MWCC has funding to assist our Watershed Partners with building capacity in the realms of Organizational Development, Coordination, Communications, and Outreach. Up to $10,000 may be awarded to each recipient, depending on the grant cycle. There is no match requirement, but MWCC is interested in any direct cash or in-kind match opportunities that may be leveraged using this funding. Funds will be disbursed on a reimbursement basis. Capacity Support is available in late Spring.
The purpose of these dollars is to fill critical capacity funding gaps of our Watershed Partners. Activities funded will allow watershed organizations to measurably improve their internal operations and external community-based conservation efforts, through targeted efforts in the realms of Organizational Development, Coordination, Communications, and Outreach. Projects must be directly related to community-led solutions and engagement. Priority will be given to proposals that demonstrate a “meaningful step” in organizational capacity, sustainability, or scaling up of watershed efforts. This money cannot be used for on-the-ground monitoring or restoration projects.
Who Qualifies for Support?
All MWCC Watershed Partner organizations are eligible. MWCC Nonprofit Partner organizations are also eligible, but the competitiveness of their proposals will depend on demonstration of a “meaningful step” in organizational capacity for local watershed organizations with whom the Nonprofit Partner is working closely.
What is Required of Participants?
Participants will be expected to report to MWCC on both quantitative and qualitative outcomes, impacts, and deliverables, and to provide other information as needed. Project proposals must be submitted via an online proposal form provided by MWCC each Spring. Questions asked and used to review applications are:
- Baseline: Where is your organization at now?
- Goals (Where do you want to be?): What are your goals for this project?
- Needs: What skills or resources do you need to reach your goal(s)?
- How: How will this project bring your organization and/or community from where you are now to where you want to be?
- Outcomes: What measurable impacts (qualitative and/or quantitative) do you expect to see as a result of this project? This may include increased capacity to deliver on-the-ground restoration projects.
- Why: Why is this project necessary for the health of your watershed and of your community?
- Context: How does this initiative relate to developing, planning, or implementing conservation and watershed plans in your area, such as DEQ-approved Watershed Restoration Plans, NRCS Technical Implementation Plans, state or regional Water Plans, local water quality plans, or other community-based conservation plans?
- Leveraging Opportunities: Please describe direct cash or in-kind match opportunities that will be leveraged if you receive this Capacity-Building funding.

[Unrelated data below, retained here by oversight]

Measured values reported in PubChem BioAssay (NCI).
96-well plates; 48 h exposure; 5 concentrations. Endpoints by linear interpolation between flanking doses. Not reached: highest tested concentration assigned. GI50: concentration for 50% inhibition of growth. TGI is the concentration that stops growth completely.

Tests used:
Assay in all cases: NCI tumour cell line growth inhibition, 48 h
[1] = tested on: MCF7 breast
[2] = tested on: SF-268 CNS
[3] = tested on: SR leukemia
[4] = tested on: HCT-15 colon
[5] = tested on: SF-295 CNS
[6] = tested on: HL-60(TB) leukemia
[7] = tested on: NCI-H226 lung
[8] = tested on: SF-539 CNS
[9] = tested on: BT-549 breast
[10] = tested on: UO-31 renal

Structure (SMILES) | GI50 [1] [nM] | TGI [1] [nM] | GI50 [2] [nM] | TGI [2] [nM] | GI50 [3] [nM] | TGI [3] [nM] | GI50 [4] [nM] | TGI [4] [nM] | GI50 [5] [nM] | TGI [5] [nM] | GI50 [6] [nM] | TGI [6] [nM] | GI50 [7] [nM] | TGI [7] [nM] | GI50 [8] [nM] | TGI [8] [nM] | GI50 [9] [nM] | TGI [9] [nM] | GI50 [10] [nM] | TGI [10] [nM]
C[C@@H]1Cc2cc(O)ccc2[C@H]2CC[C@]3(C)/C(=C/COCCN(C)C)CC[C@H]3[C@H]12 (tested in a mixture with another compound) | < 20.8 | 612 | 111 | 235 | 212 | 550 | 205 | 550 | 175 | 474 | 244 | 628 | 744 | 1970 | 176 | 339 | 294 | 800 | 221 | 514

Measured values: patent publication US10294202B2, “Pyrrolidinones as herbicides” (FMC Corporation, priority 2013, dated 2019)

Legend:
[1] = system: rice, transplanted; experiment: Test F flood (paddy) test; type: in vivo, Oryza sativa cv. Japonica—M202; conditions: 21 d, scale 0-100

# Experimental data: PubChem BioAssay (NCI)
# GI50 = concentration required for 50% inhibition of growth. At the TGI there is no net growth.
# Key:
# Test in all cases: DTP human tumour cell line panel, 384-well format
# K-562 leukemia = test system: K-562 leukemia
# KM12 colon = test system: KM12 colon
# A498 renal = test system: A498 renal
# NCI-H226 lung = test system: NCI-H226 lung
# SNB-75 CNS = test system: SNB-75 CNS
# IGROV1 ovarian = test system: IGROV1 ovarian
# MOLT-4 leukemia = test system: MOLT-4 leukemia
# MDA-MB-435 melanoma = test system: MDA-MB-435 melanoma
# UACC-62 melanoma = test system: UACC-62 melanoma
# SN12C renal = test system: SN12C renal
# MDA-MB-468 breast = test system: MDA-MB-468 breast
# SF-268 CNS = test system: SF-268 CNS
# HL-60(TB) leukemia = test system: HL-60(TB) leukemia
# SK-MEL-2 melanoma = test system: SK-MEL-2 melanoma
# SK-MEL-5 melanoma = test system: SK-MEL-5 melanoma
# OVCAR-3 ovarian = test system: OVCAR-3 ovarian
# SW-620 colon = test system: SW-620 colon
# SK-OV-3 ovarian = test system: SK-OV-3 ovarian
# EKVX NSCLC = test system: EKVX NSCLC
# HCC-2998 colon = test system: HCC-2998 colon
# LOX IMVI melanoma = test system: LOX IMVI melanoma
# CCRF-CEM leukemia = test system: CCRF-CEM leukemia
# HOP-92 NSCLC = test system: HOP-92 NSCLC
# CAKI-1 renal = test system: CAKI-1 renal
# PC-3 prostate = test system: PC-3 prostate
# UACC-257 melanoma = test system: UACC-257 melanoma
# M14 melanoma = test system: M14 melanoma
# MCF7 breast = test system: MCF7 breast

- Description of Grant Administration Costs: In an effort to help our Watershed Partners determine true program costs, if you are claiming an administration fee in your proposed budget, please briefly include here a description of what your administration costs include.
Examples of Eligible Projects:
The following are merely examples. MWCC encourages and supports innovative capacity-building ideas that will bring our Watershed Partners to the next level in terms of organizational capacity, sustainability, or scaling up of watershed efforts. Please call Terri Nichols to discuss your proposal ideas.
- Community- and landowner-engagement efforts, including project tours, community meetings, and other initiatives
- Evaluation of organizational goals and budgetary needs, including determining true program costs and billing rates
- Monitoring & evaluating organizational effectiveness
- Establishing and implementing a communications plan for your organization
- Creation or redesign of your organization’s website
- Laying the groundwork for hiring additional staff
- Conducting a community-led watershed needs prioritization effort in conjunction with key state and federal partners.
- Creating and implementing a community engagement plan
- Establishing partnerships with other local organizations to achieve larger conservation goals
- Outreach activities to private landowners
- Establishment of or measurable progress toward community-led:
- Watershed Restoration Plans
- Drought management plans
- Weed management plans
- Climate resiliency plans
- Education or outreach initiatives
- Other conservation planning initiatives
- Establishing a water monitoring program
Examples of Ineligible Projects
- Implementation of on-the-ground restoration or other projects
- Implementation of conservation practices
Among other factors, review criteria will include:
- Use of Watershed Approach principles by the applying organization, and within the proposal
- Proposed project will measurably improve internal operations and/or external community-based conservation efforts
- Proposed project will provide a “meaningful step” in organizational capacity, sustainability, or scaling up of watershed efforts
- Relevance to developing, planning, or implementing conservation and watershed plans in your area
- The extent to which the proposal will increase capacity to deliver on-the-ground restoration projects
- The extent to which the proposed project may be beneficial to and replicable within other watersheds
Reporting Form for Current Project Support Recipients
Coming in May 2020!
Please contact Watershed Programs Coordinator Terri Nichols with any questions, and to discuss your funding ideas. I look forward to hearing from you!